Here's why the Norman Hsu case is so alarming--for Hillary Clinton and other presidential candidates, not to mention the investors who prosecutors say were swindled out of $60-million. It's that no one knows how big this iceberg is.
Campaigns say they "vet" potential donors for legal problems; aides to Sen. Clinton say the Hsu's travails slipped through the cracks. But in the rush to scoop up tens of millions of dollars, it's safe to assume that the campaign's top priority isn't screening donations out but rather ensuring that there are enough of them. Like wanderers in the desert who just want a drink, they want checks that will clear.
My colleague Brody Mullins of the Wall Street Journal--who first broke the Hsu story a few weeks ago--this week had a follow-up story about an intimate Clinton fund-raising dinner in Washington. One of the maximum $4,600 donors, Pamela Layton, said it was a corporate transaction for which she was reimbursed by her husband's boss. "I don't even like Hillary," she said.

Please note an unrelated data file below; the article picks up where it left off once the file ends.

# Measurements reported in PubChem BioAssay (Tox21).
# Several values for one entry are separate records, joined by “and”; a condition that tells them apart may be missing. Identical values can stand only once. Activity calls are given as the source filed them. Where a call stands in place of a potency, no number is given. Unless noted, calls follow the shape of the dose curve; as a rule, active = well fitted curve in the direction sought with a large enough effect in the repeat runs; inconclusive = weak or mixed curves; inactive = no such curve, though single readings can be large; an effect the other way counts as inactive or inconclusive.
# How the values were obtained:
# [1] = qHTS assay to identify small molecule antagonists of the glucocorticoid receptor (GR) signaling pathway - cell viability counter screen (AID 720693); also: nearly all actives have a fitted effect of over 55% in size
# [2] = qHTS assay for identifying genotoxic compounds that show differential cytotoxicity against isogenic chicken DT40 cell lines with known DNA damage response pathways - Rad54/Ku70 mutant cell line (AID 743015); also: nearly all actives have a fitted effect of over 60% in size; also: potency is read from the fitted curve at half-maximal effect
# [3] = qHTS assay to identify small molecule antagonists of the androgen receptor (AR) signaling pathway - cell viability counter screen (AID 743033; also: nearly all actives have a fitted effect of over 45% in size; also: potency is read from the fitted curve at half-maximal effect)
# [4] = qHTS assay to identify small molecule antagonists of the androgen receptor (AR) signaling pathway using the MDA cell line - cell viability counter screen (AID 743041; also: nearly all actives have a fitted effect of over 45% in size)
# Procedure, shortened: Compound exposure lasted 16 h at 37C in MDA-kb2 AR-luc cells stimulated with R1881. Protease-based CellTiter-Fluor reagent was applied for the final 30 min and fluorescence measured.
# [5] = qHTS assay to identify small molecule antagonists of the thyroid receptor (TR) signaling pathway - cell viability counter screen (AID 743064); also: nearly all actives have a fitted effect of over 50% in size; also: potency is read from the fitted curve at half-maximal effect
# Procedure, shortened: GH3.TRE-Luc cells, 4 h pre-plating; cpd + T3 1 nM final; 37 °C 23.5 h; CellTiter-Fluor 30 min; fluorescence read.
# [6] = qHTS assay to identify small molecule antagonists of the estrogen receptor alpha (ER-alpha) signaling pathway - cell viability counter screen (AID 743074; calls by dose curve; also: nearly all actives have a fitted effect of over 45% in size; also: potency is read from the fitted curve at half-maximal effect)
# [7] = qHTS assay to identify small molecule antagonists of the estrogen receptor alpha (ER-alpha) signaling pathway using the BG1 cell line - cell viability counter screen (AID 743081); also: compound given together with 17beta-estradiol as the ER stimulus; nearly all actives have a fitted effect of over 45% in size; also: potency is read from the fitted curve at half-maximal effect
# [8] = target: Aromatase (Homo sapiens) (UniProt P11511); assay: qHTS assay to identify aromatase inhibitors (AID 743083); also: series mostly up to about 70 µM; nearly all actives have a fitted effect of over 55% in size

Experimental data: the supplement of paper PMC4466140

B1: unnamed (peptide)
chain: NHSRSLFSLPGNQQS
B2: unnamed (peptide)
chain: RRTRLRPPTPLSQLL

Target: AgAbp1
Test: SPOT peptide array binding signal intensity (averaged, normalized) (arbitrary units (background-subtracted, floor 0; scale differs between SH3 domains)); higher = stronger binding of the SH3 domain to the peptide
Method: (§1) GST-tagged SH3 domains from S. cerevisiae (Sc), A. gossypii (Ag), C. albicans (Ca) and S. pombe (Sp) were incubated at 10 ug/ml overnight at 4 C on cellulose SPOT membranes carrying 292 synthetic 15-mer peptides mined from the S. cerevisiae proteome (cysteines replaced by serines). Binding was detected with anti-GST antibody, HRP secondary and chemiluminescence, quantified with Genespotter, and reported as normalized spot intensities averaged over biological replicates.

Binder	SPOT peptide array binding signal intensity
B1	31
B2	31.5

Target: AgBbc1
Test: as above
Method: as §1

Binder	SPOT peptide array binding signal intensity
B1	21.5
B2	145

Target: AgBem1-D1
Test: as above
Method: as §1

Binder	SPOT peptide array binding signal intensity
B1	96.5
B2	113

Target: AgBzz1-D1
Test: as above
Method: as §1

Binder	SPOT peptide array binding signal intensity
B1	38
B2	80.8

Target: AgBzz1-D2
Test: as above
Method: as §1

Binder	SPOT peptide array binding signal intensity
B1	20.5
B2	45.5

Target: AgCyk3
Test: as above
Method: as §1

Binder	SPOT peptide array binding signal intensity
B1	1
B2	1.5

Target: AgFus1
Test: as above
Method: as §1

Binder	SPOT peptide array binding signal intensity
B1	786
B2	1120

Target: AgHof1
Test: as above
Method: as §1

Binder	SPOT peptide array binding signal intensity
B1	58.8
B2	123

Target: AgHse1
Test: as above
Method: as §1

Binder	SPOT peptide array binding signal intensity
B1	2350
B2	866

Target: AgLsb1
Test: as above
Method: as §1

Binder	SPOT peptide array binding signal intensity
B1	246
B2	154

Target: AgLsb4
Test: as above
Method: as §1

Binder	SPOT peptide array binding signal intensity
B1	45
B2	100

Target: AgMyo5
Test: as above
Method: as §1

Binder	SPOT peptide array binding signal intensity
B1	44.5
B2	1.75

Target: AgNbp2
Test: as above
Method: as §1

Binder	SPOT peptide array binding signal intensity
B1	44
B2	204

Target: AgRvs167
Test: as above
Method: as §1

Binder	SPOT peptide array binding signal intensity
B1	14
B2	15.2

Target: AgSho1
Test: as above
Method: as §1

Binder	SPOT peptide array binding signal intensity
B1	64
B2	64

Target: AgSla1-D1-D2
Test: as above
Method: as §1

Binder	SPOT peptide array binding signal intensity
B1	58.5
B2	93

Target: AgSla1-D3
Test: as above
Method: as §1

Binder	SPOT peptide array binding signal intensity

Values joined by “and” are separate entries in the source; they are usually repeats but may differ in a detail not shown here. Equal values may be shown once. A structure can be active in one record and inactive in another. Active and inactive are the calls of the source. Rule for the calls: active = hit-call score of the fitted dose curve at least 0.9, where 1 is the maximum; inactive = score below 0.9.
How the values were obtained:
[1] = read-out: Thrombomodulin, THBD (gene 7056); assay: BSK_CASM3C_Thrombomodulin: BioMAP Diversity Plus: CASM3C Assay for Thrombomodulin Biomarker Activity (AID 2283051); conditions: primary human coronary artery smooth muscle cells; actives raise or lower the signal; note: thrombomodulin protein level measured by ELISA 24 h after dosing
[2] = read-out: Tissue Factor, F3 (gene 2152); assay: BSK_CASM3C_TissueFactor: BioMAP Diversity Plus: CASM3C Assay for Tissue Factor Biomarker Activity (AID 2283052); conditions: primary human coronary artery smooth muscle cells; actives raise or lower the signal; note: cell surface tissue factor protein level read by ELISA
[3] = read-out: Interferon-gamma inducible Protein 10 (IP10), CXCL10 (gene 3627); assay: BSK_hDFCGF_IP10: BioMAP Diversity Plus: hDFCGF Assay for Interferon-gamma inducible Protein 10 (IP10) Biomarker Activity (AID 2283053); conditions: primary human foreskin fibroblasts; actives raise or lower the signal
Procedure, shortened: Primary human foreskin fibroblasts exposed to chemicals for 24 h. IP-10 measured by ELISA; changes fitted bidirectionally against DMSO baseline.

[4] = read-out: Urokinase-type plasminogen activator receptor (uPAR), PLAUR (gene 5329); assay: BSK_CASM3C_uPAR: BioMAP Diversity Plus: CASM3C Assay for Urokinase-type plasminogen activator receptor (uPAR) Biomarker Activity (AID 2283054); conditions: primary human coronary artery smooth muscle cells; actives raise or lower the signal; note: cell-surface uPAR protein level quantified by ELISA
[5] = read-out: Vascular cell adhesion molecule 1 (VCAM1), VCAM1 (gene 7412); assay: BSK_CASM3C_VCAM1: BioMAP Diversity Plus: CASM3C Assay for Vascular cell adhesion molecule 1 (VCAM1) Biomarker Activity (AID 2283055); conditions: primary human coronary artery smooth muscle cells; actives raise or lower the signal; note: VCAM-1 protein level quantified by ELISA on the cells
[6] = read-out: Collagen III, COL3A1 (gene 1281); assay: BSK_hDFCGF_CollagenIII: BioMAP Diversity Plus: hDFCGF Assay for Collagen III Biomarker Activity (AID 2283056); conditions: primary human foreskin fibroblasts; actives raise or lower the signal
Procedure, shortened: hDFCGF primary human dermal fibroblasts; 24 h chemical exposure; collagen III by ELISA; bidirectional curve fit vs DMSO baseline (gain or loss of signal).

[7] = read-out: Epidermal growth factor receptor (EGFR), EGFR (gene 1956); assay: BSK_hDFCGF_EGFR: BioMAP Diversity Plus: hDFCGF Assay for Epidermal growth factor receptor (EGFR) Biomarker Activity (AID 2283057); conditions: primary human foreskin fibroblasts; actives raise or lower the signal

The Clinton campaign promptly said it would return the money. But no one knows how many more Pamela Layton's there are. And that's especially dangerous for a Democratic front-runner who has made few mistakes so far--but has some vulnerability from the overhang of her husband's campaign finance woes in the 1990s.
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